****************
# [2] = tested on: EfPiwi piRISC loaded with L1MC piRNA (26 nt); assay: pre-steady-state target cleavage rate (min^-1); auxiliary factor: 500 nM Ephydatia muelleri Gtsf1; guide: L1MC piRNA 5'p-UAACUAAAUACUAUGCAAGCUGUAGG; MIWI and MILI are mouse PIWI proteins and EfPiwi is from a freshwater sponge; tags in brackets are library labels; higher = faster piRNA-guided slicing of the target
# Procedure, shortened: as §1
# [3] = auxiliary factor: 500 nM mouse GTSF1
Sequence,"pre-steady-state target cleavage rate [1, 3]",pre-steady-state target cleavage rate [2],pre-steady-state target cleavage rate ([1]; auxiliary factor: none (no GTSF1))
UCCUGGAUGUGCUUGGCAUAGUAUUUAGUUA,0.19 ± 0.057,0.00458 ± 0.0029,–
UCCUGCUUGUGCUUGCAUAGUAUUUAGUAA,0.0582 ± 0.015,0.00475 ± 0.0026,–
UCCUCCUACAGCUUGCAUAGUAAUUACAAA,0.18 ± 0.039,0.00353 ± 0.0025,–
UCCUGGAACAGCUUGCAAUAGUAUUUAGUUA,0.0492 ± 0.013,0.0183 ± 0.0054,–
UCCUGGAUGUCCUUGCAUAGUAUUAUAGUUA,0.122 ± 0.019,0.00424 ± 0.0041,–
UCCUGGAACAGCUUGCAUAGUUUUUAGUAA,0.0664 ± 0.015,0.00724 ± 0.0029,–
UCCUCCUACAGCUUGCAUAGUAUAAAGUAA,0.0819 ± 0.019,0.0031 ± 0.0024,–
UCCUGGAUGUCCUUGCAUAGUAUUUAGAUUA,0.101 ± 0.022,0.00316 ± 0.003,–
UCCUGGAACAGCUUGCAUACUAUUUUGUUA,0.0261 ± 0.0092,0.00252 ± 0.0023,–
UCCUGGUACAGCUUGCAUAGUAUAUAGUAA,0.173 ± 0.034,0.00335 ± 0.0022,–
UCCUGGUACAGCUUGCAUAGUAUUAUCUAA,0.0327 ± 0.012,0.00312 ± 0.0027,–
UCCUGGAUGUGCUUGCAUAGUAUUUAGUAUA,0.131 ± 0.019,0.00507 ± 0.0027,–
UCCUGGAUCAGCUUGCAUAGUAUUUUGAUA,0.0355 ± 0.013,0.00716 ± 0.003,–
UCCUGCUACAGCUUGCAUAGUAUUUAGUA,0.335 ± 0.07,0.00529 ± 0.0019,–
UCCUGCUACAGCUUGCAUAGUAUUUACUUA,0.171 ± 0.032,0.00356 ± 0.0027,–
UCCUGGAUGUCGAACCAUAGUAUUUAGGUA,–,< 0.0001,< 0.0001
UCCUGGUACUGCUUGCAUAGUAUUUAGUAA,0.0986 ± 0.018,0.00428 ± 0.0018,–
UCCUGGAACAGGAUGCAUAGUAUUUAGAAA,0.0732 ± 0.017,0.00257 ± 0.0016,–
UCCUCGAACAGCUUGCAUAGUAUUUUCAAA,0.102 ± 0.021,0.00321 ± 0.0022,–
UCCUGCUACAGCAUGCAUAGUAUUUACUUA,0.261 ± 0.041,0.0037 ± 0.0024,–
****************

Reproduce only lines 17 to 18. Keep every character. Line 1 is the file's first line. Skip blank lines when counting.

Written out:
UCCUGGAUCAGCUUGCAUAGUAUUUUGAUA,0.0355 ± 0.013,0.00716 ± 0.003,–
UCCUGCUACAGCUUGCAUAGUAUUUAGUA,0.335 ± 0.07,0.00529 ± 0.0019,–